By Tiffany Fox, (858) 246-0353, email@example.com
San Diego, CA, March 2, 2009 — If your mobile phone provider wanted to install a wireless base station in the middle of your living room, you'd probably tell them to take a hike.
But what if that base station was only the size of a wireless router? And what if it provided better mobile phone coverage, reduced energy consumption, saved you money and served as an all-in-one, super-fast device that allowed you to share content between electronic gadgets?
Research scientist Don Kimball sees tremendous appeal in such a device, known as a femtocell, or "femto", for short. A femto is a small transceiver connected to a wired network (notably Internet broadband) that makes it possible for mobile communications devices to interact wirelessly. Femtocells can serve an area of about 10 to 100 square meters, as compared to the 1-3 km coverage of a larger macrocell tower.
Kimball is working with a major industry partner to enhance the company's existing femto prototype. "The femto makes service seamless," explains Kimball, a member of the Circuits Lab in the UCSD division of the California Institute for Telecommunications and Information Technology (Calit2). "Seamless connectivity, seamless content sharing. I think this will be very big for the consumer market. Small businesses will catch on fast, and once people realize that this will improve their connectivity and content sharing while saving them money, they'll be very interested in buying one."
He predicts the device — which would support from two to six mobile phones, as well as control cable TV and Internet connections — will be on the market in about 18 months.
Kimball and his team — which includes Calit2 programmer analysts Javier Rodriguez Molina, Jeffrey Cuenco and Anthony Nwokafor — have equipped the femtocell with a non-cellular Wi-Fi connection that will allow consumers to control the device from a commercial, Wi-Fi-enabled cell phone. This will also make it possible to share and transport content between devices. With the femto, users could upload videos from their digital cable to a smart phone at a data transfer rate of about 10 Megabits per second. Alternatively, they could use the phone to control a TV or digital video recorder.
The corporate partner approached Kimball with the idea for the project after seeing the Circuit Lab's Gizmo devices, which are technologically sophisticated mobile communications "rovers" that can collect and transmit data in real time. The Gizmos create their own wireless network bubble wherever they go, which is essentially the same idea behind the femtocell prototype.
When a user places a mobile phone call from inside a femto-equipped home, the call is routed through the femtocell rather than through the closest macrocell tower. This improves signal quality, since the user is in closer proximity to the center of coverage. When the user leaves the area covered by the femto, the call is seamlessly transferred to the nearest macrocell tower.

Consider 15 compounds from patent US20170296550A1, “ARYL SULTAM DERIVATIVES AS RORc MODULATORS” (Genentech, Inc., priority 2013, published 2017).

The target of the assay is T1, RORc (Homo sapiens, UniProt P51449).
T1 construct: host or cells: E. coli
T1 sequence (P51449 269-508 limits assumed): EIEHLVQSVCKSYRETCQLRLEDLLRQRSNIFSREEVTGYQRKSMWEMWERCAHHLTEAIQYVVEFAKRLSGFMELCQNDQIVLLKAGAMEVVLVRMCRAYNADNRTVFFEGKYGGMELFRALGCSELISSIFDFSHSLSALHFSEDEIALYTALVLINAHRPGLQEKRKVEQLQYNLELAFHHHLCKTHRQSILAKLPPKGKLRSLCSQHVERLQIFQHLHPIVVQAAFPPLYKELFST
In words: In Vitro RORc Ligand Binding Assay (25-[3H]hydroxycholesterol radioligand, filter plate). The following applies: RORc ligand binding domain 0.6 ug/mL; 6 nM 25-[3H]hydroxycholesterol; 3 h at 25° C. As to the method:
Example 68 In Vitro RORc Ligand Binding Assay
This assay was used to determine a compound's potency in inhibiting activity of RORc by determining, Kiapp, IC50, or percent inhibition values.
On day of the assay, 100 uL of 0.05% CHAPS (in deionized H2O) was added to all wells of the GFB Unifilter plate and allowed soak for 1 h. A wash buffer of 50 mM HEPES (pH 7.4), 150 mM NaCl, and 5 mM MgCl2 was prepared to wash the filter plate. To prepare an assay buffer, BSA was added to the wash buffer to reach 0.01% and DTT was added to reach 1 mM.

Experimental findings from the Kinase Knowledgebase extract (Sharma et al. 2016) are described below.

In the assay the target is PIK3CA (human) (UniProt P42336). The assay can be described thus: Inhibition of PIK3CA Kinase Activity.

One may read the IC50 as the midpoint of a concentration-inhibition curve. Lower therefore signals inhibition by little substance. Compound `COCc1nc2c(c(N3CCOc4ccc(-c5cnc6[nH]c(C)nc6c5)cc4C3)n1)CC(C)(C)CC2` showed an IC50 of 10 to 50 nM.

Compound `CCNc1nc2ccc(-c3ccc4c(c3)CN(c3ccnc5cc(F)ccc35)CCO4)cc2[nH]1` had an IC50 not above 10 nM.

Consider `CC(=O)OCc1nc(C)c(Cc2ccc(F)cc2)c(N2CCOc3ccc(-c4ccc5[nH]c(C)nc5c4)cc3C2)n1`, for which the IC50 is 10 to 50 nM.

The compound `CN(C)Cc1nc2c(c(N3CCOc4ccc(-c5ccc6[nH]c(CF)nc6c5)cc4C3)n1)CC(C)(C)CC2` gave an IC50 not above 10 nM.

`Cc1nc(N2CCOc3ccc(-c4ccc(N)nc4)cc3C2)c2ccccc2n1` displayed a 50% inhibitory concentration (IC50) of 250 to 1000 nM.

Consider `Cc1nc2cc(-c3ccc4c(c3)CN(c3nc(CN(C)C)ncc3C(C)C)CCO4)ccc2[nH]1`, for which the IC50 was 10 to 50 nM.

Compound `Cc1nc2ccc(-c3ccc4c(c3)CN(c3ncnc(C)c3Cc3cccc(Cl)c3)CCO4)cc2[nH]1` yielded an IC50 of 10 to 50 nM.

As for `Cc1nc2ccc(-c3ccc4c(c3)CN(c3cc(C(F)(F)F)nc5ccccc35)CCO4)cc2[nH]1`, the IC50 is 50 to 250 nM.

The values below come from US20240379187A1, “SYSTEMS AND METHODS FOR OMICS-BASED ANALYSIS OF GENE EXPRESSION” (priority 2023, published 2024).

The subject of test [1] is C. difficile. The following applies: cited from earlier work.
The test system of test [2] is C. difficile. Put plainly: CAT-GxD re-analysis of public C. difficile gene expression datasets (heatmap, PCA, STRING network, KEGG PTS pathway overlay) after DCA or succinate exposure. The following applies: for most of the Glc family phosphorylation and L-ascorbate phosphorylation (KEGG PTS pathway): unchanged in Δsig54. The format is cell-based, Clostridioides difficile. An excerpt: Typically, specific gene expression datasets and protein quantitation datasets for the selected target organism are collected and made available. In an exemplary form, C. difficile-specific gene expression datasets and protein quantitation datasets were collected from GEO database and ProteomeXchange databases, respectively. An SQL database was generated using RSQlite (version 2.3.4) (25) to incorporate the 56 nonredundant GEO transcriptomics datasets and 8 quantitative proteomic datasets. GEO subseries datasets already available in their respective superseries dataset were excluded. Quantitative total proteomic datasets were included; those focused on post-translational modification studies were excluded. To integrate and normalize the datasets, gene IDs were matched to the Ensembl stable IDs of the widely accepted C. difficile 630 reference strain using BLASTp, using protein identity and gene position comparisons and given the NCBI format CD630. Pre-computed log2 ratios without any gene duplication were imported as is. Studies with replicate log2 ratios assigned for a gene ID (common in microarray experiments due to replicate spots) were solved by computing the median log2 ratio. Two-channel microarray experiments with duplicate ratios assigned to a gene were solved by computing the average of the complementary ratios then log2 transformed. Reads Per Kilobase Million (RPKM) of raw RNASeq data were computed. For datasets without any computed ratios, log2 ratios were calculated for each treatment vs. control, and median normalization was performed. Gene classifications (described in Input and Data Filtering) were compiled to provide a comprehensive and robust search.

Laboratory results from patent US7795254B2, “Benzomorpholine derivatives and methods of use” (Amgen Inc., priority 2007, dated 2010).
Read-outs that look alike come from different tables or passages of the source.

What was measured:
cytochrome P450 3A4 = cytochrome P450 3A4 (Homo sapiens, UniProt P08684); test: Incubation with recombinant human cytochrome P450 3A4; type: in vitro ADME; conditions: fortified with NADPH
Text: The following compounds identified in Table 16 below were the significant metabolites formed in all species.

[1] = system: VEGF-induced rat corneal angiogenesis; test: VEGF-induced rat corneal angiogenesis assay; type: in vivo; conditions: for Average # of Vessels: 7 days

Another of the femtocell's merits is its green approach to energy savings. Because it was designed to function in a residential or small business setting, the femto requires no additional cooling power. Cheaper energy bills translate, in turn, to a cheaper digital media package, Kimball says.
"Right now, people are paying about $100 a month for 'all-you-can-eat' data packages that include Internet, digital TV and a telephone land line," he says. "But the femto also communicates over the DSL line. When people start equipping their homes with these devices, what will happen is that one of the media service providers will say, 'How can I compete?' and will add the additional mobile phone service at no extra charge. After all, they don't want you going to another service provider."
In other words, a digital cable provider which offers voice over IP, cable and Internet services could partner with a cellular phone operator. Both would benefit from the others' services, and the package would likely be cheaper, since the mobile providers are saving money by not having to rely on expensive macrocell towers to provide their service.
"Service will go from a triple play to a quadruple play: TV, Internet, mobile service and a land line," Kimball notes. "But really, with this, you wouldn't have to bother with a land line. After all, the connection coming to your home through DSL, so it's not really a 'land' line any more, anyway. You wouldn't need a TiVo set-top box anymore, either, since the Femto would take its place."
As for bandwidth, he adds that "femto is new technology but coverage should be better because it's designed better than previous technologies. You can get considerably higher bandwidth, but it depends on the carrier."
Cellular phone companies would also benefit if consumers go the way of the femto since they would no longer be required to lease property for wireless base stations, nor would they be responsible for operating expenses. The cost-savings are also passed on to the consumer, who would no longer be required to pay taxes for use of outside wireless base stations, nor would they be charged for coverage that extends beyond what they really need.
Explains Kimball: "Right now having a cellular base station located somewhere costs the operator money. But what if they could put a base station in your home and charge you? You would pay them for privilege of having one in your home."
Tiffany Fox, (858) 246-0353, firstname.lastname@example.org